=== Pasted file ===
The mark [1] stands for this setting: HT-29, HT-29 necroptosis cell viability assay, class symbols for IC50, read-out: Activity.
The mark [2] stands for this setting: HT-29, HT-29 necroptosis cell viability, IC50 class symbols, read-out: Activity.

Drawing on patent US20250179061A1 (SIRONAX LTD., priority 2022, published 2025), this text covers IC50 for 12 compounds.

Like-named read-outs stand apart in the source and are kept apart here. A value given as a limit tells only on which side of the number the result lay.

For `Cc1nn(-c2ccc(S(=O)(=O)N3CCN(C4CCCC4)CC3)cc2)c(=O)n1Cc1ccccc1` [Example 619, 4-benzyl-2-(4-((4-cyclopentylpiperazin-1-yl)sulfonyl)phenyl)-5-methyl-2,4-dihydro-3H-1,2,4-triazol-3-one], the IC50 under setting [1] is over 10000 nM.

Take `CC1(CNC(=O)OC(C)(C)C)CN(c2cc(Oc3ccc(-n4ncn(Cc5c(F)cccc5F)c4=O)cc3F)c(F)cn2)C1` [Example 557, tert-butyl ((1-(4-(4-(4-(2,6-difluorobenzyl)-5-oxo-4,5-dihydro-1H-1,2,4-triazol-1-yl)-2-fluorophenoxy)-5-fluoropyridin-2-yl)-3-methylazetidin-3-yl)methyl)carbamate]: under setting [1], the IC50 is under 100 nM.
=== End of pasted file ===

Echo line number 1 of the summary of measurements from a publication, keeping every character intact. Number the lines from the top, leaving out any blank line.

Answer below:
The mark [1] stands for this setting: HT-29, HT-29 necroptosis cell viability assay, class symbols for IC50, read-out: Activity.